Of course the new Christians weren’t being warned to avoid this particular expensive delicacy – that would be like telling believers that one of the four worst sins is eating pâté de foie gras! (However, I expect that they would avoid this food, just as many Christians tend to avoid eating veal, because of the way it is produced.) In the context of the other three mortal sins, this prohibition of “smothering” is clear: “do not smother babies.” Like the three other sins, infanticide was common and acceptable in the Gentile world, but it was absolutely abhorrent to Jews and Christians.

Interestingly (though admittedly irrelevant), the one ancient author who used pniktos differently was an engineer called Heron of Alexandria in the first century BC. He invented the steam engine and the self-emptying cistern almost two thousand years before James Watt and Thomas Crapper. These modern engineers applied their inventions to moving heavy objects and making toilets flush. But Heron’s patron had slaves to do all the heavy and dirty work. So Heron’s steam engine made mechanical singing birds move around his patron’s garden fountain, and his cistern dispensed wine in limited quantities for his patron’s alcoholic son. His inventions needed airtight joints, which he described as “smothered” (pniktos) joints. This helps confirm the meaning of this rare word and also shows how the world might have progressed faster without slaves.

Back to the church council: They sent representatives to explain the meaning of these four words – these four prohibitions – and to urge all believers to memorize them (Acts 15:27). They were very successful: the early church stood out in the ancient world as people who rejected idol worship, sexual immorality, bloodshed, and infanticide.

Full human rights

Forbidding abortion and infanticide is therefore an example of a countercultural command. In the prevailing Roman culture, the normal practice was infanticide – killing babies as soon as possible – and abortion is simply doing that a little sooner. There is no command against infanticide in the Old Testament, though people sometimes point to the law about the loss of a baby when a pregnant woman was accidentally struck (Exod 21:22-23). This certainly shows that an unborn life was regarded as having the same value as a person, because the maximum penalty in this case was death. But it doesn’t say anything about deliberate abortion. However, in the case of countercultural commands, we don’t need to show that the command is unchanging – we should presume it is timeless because God has asked believers to act differently from those in the surrounding culture.3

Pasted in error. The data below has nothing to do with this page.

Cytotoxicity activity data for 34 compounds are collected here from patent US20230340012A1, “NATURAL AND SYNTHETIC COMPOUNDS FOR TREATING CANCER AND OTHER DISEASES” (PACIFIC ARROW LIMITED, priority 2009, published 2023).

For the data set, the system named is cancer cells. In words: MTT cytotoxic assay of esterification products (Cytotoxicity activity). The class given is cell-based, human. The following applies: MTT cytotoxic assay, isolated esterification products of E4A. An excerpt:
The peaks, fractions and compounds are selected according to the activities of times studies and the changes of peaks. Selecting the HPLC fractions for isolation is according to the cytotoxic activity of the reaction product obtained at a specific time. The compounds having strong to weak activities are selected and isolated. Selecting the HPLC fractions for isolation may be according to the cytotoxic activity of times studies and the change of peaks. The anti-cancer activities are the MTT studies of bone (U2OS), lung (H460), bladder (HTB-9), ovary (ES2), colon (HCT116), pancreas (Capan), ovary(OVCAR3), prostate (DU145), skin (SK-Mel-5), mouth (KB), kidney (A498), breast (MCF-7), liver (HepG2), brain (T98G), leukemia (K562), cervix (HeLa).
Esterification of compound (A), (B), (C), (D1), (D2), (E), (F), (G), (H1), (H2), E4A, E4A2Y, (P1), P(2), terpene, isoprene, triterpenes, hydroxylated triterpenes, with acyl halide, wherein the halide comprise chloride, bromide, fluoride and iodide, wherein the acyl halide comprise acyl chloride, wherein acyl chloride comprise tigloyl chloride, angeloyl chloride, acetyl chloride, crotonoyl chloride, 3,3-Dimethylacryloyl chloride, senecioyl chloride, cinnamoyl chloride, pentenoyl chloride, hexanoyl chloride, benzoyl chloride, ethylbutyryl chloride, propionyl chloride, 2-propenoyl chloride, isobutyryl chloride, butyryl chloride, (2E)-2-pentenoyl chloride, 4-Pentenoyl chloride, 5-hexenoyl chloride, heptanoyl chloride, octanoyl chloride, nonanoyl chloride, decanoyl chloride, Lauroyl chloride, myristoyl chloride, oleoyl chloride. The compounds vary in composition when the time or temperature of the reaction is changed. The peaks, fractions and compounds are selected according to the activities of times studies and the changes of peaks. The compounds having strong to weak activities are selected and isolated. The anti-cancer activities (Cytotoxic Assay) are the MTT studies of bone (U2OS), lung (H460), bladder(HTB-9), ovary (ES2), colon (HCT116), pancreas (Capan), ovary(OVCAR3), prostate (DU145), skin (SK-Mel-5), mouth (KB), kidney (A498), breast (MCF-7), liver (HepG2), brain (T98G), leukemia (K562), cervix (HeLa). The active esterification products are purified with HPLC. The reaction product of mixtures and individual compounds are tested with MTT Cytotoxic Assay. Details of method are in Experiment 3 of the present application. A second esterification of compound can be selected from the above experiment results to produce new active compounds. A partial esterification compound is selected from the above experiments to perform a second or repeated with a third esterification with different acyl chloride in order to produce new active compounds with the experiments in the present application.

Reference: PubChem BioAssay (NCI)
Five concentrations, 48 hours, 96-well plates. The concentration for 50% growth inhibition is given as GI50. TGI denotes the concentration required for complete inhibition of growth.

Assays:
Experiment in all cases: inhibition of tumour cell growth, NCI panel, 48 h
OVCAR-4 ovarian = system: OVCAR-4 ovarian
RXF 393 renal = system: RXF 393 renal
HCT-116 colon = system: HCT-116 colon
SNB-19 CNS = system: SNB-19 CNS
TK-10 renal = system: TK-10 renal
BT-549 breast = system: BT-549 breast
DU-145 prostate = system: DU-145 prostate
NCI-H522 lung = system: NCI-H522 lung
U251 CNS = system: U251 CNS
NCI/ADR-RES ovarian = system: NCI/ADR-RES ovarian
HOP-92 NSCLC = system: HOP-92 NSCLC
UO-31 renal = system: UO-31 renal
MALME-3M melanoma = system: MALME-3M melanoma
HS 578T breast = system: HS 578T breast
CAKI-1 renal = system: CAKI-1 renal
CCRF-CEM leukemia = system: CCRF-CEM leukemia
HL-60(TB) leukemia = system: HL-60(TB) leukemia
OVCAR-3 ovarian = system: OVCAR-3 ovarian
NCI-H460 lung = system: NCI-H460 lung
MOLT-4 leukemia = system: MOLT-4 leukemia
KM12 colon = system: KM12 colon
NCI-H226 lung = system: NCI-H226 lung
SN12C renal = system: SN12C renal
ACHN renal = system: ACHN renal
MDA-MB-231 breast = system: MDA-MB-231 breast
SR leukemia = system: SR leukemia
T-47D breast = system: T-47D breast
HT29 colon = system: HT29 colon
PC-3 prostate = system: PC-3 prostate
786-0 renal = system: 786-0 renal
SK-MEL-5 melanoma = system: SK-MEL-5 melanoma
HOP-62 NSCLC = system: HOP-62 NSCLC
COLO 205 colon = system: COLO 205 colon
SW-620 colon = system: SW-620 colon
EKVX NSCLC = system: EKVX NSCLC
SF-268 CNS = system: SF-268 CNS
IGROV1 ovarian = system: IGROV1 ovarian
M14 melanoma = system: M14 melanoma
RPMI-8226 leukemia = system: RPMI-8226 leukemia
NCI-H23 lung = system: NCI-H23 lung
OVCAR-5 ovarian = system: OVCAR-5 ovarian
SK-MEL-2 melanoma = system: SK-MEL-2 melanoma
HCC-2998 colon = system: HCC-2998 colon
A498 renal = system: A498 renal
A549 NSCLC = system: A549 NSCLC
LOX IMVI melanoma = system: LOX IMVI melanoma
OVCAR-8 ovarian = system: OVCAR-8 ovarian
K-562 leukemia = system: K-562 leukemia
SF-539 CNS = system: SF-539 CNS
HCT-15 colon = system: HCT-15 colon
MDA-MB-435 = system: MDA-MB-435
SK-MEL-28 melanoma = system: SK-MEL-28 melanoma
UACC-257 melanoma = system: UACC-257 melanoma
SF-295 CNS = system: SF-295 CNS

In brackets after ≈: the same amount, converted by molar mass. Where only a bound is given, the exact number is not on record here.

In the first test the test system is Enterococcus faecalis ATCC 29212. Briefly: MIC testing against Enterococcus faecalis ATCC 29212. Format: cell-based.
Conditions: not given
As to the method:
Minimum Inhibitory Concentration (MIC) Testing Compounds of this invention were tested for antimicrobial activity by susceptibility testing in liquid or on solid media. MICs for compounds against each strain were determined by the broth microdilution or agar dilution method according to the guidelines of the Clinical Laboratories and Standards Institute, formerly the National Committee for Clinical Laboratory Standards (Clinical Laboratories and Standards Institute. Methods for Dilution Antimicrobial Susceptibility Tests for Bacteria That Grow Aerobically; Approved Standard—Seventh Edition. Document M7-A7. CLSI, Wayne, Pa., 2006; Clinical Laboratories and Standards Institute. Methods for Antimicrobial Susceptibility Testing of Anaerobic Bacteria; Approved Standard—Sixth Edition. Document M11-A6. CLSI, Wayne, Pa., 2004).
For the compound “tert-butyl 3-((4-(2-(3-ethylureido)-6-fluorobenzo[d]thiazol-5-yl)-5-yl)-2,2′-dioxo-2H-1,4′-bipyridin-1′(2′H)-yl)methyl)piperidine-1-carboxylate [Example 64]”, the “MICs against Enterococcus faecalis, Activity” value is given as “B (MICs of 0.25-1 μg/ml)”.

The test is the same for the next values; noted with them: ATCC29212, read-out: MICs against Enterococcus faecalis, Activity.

In the past, the law regarded children as the property of their parents, with limited rights before adulthood. Modern society has learned, largely from Jesus, that children have full human rights, and their vulnerability makes us especially responsible for looking after them. However, somehow we’ve managed to concede that a fetus is not a child, so it’s not due the same legal protection. Perhaps this is because churches have so often condemned those who are accidentally pregnant instead of offering to help take care of the child.

The successful change in the status of children was not imposed on society by making laws. The laws reflected a change that had already occurred in UK society, led by the church. The eighteenth-century church provided free general education for the poorest children on Sundays, which was the only day when they didn’t work; and they opened orphanages for street children. This was the origin of Sunday schools, which later promoted religious training when all children had gained the right to free weekday schooling.

Perhaps the way to change society’s views about abortion is not by demanding stronger laws but by continuing to provide adoption agencies and accommodation, care, and advice for those who are facing the crisis of an unplanned pregnancy. Often these are the most vulnerable in society. As with all those whose lives are in a mess, if we can show Jesus’ love to them and their unborn children, society will hopefully realize that life itself is precious, even before it is born.

1^ Philo, Special Laws 3.114, trans. C. D. Yonge (
2^ For more detail, see my article “Infanticide and the Apostolic Decree of Acts 15,” Journal of the Evangelical Theological Society 52 (2009): 301-21 (
3^ See chapter 2, “Finding Fixed Morals for a Changing World.”

This was previously published in a similar form in Christianity magazine